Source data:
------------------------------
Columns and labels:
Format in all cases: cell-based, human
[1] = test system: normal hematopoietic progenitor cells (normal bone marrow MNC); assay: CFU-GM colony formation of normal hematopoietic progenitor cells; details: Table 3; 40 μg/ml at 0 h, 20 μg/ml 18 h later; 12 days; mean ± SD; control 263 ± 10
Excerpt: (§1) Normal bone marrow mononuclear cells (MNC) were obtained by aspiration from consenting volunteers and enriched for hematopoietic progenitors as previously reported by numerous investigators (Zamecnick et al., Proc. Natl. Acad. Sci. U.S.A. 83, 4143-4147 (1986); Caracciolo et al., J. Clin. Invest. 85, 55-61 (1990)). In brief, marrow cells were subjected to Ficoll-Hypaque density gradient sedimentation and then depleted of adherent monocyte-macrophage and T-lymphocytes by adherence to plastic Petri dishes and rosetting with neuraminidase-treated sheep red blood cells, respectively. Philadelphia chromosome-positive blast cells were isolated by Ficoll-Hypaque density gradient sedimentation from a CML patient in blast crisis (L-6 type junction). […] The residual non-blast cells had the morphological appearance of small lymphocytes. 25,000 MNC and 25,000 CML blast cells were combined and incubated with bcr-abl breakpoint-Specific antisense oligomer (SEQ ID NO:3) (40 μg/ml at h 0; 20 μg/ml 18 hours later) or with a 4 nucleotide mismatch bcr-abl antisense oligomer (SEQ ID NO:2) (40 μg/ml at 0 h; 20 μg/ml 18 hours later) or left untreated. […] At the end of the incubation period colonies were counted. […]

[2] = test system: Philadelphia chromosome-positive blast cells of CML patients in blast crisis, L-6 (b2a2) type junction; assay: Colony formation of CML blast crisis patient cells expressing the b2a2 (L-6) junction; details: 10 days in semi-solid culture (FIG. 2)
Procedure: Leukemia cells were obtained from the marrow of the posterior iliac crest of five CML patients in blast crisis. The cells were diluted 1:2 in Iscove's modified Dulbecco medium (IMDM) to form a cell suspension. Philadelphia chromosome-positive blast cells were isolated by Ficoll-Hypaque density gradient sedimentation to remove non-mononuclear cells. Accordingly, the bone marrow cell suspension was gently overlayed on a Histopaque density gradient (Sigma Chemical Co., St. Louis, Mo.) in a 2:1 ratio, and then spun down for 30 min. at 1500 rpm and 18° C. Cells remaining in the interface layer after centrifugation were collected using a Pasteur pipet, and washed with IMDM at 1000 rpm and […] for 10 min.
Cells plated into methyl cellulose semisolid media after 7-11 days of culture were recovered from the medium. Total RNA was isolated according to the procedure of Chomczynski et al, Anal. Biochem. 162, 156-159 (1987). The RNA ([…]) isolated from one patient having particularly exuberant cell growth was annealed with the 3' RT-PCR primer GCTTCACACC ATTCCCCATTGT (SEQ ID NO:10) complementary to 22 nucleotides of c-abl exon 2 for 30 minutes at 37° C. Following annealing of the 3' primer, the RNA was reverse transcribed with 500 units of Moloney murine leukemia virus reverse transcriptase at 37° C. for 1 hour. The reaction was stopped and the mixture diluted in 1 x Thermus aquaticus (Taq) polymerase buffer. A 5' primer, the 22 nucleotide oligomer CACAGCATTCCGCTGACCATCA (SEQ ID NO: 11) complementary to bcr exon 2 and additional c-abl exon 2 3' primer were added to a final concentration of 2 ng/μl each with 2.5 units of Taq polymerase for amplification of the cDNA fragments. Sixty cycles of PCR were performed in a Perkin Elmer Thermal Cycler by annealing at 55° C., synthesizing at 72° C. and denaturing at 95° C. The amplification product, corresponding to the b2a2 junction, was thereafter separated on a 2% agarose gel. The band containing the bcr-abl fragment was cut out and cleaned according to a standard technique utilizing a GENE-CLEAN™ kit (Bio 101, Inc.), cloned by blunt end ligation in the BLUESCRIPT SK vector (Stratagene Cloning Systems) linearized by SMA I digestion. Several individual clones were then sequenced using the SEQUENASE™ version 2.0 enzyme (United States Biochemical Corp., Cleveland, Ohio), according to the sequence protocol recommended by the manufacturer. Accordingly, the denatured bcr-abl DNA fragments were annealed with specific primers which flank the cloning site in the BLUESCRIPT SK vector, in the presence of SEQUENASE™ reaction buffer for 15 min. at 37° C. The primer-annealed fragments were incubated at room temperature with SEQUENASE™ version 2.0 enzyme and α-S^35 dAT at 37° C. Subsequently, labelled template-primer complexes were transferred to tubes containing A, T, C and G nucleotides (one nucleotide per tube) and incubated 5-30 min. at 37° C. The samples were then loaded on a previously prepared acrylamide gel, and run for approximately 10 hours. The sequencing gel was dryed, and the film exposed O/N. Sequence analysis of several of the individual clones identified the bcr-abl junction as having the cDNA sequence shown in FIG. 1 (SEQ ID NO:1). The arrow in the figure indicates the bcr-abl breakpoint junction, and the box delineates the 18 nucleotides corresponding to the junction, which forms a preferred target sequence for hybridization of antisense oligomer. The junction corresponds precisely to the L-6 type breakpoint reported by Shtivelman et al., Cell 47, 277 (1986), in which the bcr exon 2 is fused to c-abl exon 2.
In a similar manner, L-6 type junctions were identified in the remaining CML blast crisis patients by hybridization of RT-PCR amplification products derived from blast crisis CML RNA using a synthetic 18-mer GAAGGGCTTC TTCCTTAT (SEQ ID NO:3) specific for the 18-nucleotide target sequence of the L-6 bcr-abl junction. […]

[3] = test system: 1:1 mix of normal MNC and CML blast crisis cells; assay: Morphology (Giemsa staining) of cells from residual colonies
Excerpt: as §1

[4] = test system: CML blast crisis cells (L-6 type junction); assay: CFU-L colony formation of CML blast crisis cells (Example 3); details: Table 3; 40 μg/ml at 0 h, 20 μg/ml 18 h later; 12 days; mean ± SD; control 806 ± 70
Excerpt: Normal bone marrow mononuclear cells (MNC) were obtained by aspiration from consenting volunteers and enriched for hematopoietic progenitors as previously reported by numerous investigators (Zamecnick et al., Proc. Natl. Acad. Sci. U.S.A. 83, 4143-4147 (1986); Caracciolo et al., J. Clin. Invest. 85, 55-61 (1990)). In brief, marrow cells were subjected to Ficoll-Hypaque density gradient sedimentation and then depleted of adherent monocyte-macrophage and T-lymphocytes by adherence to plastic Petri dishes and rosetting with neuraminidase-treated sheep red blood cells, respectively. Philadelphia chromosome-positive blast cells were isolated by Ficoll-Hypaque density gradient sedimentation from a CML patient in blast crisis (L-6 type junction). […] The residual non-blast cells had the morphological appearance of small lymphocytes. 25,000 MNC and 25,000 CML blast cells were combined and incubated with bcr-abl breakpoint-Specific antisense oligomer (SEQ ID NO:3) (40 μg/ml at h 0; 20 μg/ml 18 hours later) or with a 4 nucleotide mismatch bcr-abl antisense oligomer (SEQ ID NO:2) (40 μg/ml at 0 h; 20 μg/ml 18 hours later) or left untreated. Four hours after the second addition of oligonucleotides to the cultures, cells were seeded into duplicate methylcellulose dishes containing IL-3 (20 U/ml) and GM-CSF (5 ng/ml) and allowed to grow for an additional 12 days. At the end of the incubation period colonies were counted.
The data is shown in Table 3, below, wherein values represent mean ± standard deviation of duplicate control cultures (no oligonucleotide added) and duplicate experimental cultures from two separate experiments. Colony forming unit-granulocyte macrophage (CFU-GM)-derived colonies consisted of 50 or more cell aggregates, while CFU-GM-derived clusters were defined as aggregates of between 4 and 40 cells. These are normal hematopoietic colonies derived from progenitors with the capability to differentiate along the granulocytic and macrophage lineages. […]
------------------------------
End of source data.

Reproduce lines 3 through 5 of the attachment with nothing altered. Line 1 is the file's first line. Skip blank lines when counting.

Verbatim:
[1] = test system: normal hematopoietic progenitor cells (normal bone marrow MNC); assay: CFU-GM colony formation of normal hematopoietic progenitor cells; details: Table 3; 40 μg/ml at 0 h, 20 μg/ml 18 h later; 12 days; mean ± SD; control 263 ± 10
Excerpt: (§1) Normal bone marrow mononuclear cells (MNC) were obtained by aspiration from consenting volunteers and enriched for hematopoietic progenitors as previously reported by numerous investigators (Zamecnick et al., Proc. Natl. Acad. Sci. U.S.A. 83, 4143-4147 (1986); Caracciolo et al., J. Clin. Invest. 85, 55-61 (1990)). In brief, marrow cells were subjected to Ficoll-Hypaque density gradient sedimentation and then depleted of adherent monocyte-macrophage and T-lymphocytes by adherence to plastic Petri dishes and rosetting with neuraminidase-treated sheep red blood cells, respectively. Philadelphia chromosome-positive blast cells were isolated by Ficoll-Hypaque density gradient sedimentation from a CML patient in blast crisis (L-6 type junction). […] The residual non-blast cells had the morphological appearance of small lymphocytes. 25,000 MNC and 25,000 CML blast cells were combined and incubated with bcr-abl breakpoint-Specific antisense oligomer (SEQ ID NO:3) (40 μg/ml at h 0; 20 μg/ml 18 hours later) or with a 4 nucleotide mismatch bcr-abl antisense oligomer (SEQ ID NO:2) (40 μg/ml at 0 h; 20 μg/ml 18 hours later) or left untreated. […] At the end of the incubation period colonies were counted. […]

[2] = test system: Philadelphia chromosome-positive blast cells of CML patients in blast crisis, L-6 (b2a2) type junction; assay: Colony formation of CML blast crisis patient cells expressing the b2a2 (L-6) junction; details: 10 days in semi-solid culture (FIG. 2)